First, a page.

3 Month Review: The Maharaja

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First Impression:
The Maharaja is an incredibly stunning boutique restaurant inspired by the regal beauty of India's diverse landscape of architecture and flavours. The concept offers a visual and culinary journey through three magnificent palaces of India and a menu featuring cuisine from four different regions in the country. Located in a heritage building over a century old and formerly The Mad Hatter along Eglinton Ave. and Heritage Hills Blvd., the restaurant was completely gutted and the transformation breathtaking.

The Good:

“…the creativity behind the dishes and the story for each …made the food look like art.”

No doubt the food was better than good -- it was exceptional. Not only the taste, but the creativity behind the dishes and the story for each (along with the plating) made the food look like art. I actually felt bad eating the entire dish because it was so visually stunning. You can see for yourself how gorgeous the presentation was.

The Unique:

“The host actually takes you on a tour of the restaurant before you even get seated.”

The host actually takes you on a tour of the restaurant before you even get seated, which is unique and generally a nice touch, but could annoy diners who are anxious to order food. The restaurant takes you through a journey of three of India's palaces starting with Hawa Mahal (Palace of Wind), located in Jaipur. It's an elevated room on the right side of the restaurant that is bright and airy. The Sheesh Mahal (Palace of Mirrors), located in Pakistan, is the largest of the three rooms, located in back of the restaurant and decorated with intricate lattice mirror walls and chandeliers. Lastly, Rang Mahal (Palace of Colour) located in Dehli, is a room on the left side of the restaurant that represents the diversity of colours and cultures in India. The beautifully lit bar located in the centre of the restaurant is made of a single piece of hand-crafted luminescent honeycomb onyx from Pakistan.

The storybook menu is divided into four regional cuisines found in India that have been influenced by various ingredients and flavours of a variety of regions, including Greece, West and Central Asia and Persia. There are a number of shareable dishes and entrees highlighting the unique flavours of each region through Awadhi cuisine, classic Hyderabadi cuisine, Punjabi cuisine and Rajputana cuisine. The extensive menu caters to all palates and features distinct regional dishes presented on fine dishware such as copper bowls, slate boards and a copper table top grill.

What they can improve on:

The service is good, but not quite the calibre one might expect from a fine-dining establishment (and this resto should absolutely be viewed as a fine dining hotspot). In my experience, some ethnic restaurants are known to place less emphasis on service. They focus on food above all else. Serving at a fine dining resto is challenging because there's a lot more involved. It's almost an art form and one that the owners have to teach and the servers practice.

Our server was really friendly and knew the menu (the menu is massive), but the system the operators have in place for serving makes the service slow. When we first arrived, it was fine because it was just us in the restaurant. Once other parties started rolling in and a table of eight was seated, he was still alone. At the Maharaja, the server brings a dish and then places it on your plate one item at a time. It took the server over 10 minutes to serve every diner at the larger table and during that time, our empty plates sat in front of us uncollected. The server also has to explain the expansive, dictionary-length menu and that takes time. It was not the server's fault that everything was taking too long, but the long wait should compel operators to tweak their system or ensure they have the appropriate amount of servers working.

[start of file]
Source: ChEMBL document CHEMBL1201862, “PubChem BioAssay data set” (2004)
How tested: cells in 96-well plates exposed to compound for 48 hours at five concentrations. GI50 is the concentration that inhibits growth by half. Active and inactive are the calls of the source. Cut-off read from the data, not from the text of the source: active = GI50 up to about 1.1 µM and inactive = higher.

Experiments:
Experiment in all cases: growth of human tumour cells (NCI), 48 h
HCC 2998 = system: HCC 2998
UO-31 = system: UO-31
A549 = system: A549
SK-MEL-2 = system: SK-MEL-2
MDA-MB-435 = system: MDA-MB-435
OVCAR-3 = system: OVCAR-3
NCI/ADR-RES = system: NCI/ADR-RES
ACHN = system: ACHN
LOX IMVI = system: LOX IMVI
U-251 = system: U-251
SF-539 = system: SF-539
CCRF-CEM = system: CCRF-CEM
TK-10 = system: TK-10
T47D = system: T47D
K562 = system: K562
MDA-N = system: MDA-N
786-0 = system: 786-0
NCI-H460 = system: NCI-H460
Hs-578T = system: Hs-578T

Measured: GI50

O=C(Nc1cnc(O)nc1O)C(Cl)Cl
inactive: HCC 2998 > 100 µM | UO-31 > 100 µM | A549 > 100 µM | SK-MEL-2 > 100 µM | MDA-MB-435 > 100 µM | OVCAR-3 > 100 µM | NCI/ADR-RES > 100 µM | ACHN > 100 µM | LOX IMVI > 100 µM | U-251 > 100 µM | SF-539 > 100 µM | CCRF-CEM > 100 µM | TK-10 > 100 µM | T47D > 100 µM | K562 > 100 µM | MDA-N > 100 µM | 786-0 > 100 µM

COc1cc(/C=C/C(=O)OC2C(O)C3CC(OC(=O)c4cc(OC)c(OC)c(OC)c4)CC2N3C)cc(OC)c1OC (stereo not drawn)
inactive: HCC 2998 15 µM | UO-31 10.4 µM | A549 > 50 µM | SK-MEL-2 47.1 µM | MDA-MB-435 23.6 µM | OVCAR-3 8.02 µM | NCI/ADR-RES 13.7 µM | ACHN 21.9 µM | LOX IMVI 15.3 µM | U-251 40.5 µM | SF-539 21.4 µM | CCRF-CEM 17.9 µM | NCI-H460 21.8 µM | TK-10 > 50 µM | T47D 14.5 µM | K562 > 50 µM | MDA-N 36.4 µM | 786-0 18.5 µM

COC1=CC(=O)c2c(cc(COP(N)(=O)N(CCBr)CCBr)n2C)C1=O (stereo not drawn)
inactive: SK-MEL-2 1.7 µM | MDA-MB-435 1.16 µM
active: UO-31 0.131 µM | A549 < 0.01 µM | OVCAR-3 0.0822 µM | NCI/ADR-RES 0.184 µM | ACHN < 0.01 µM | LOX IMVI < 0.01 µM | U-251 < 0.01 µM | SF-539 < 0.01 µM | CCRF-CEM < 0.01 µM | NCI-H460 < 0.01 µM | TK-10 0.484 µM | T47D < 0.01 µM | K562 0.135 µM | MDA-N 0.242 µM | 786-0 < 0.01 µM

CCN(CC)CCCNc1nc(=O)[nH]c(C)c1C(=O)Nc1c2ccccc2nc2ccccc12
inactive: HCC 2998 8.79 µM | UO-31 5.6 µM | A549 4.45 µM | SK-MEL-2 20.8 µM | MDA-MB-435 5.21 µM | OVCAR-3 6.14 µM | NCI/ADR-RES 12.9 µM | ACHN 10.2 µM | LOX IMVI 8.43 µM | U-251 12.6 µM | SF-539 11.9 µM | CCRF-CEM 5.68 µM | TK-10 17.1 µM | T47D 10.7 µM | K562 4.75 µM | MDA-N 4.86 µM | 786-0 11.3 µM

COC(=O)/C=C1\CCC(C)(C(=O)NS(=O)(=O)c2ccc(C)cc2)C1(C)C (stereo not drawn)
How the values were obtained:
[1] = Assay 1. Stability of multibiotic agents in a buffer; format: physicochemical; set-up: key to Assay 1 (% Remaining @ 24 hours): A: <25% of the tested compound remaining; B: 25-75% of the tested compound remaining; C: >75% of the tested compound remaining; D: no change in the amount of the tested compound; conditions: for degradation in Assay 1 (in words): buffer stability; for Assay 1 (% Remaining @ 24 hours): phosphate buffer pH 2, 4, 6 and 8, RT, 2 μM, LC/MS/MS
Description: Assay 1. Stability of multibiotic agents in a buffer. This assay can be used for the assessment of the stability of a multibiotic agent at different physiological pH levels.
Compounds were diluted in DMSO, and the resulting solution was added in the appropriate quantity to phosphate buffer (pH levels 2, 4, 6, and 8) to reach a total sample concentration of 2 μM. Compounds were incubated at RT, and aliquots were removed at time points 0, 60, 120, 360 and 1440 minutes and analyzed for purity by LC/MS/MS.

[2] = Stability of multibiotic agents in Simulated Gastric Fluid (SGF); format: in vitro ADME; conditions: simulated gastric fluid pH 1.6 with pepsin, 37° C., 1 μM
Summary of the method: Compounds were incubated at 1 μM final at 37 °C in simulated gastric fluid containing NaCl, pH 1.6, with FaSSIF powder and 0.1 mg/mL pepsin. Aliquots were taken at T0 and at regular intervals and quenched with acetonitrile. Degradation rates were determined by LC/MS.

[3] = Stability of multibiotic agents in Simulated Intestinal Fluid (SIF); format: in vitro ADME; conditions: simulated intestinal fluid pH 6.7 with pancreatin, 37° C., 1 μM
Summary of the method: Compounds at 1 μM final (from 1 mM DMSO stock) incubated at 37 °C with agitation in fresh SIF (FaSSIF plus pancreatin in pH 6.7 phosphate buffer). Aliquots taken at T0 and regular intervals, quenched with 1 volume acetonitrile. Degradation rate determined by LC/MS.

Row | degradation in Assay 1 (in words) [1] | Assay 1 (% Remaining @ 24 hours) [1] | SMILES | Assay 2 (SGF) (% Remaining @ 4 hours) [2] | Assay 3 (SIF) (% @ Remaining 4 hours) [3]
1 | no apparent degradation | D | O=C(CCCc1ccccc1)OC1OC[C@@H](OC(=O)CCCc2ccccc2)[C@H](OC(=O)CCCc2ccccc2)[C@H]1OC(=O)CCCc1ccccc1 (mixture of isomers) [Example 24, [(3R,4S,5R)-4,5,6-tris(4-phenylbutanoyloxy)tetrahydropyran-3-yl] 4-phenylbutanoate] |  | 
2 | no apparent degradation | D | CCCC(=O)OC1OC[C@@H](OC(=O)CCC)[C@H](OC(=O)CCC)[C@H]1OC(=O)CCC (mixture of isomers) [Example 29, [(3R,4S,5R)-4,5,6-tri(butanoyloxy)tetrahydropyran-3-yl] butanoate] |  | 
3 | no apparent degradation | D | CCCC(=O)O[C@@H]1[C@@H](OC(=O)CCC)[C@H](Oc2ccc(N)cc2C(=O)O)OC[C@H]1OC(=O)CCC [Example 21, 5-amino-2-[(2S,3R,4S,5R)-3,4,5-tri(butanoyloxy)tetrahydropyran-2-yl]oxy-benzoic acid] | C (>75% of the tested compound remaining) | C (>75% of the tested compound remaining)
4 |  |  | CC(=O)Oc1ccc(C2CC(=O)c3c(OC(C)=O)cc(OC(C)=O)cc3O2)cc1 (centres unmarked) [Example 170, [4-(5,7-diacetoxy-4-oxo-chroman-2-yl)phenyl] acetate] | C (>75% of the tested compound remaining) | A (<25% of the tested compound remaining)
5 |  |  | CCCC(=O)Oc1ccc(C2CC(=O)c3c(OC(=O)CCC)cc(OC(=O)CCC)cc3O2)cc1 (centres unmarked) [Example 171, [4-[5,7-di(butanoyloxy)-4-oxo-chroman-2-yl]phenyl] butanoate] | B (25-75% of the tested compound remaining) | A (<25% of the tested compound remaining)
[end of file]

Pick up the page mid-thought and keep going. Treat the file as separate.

What we tried:

For apps, we went all out and got the most expensive dish on the menu: the Amira Shaan Lobster ($39.99). The dish is two slow-cooked lobsters that have been treated with cumin, spiced yoghurt and lemon juice. It was lobster like I have never had before. It had a kick that was just right without being too much and was absolutely delicious.

For our main entrees, we asked the server what he recommended and he told us right away it was the Koe E Awadh ($29.99), which were two lamb shanks braised in gravy. They were fall of the bone tender and melted in my mouth.

We, of course, had to try out the butter chicken, which is on the menu as Chooza Makhani ($15.99) and I have to say that this was one of the best butter chickens I have ever had. It was so flavourful without being too much and the texture was so light and fluffy. Sometimes butter chicken can get too soupy and this was not. The chicken chunks were generous and hearty, so there was no worrying about whether or not we'd still by hungry by the time we finished the dish. It was a perfect balance of everything butter chicken should be.

And of course we had some garlic naan, which was perfect to create butter chicken sandwiches with J

We also tried two desserts: Lab E Mashookh ($5.99) which is Kulfi served with rice vermicelli and rose syrup and the Biranj-e-Amba ($5.99), which is mango flavoured rice pudding with some rose and saffron. Both desserts were very unique on the taste buds.

Final Thought:

“Not only just an Indian restaurant experience, but a culinary experience that anyone can and should enjoy and try!”

I love when restaurants are completely unique in the Mississauga restaurant scene and Maharaja is definitely a unique gem. Not only just an Indian restaurant experience, but a culinary experience that anyone can and should enjoy and try! With little hiccups on the service side that can be fixed, this place is one of the restaurants you have to try in Mississauga!

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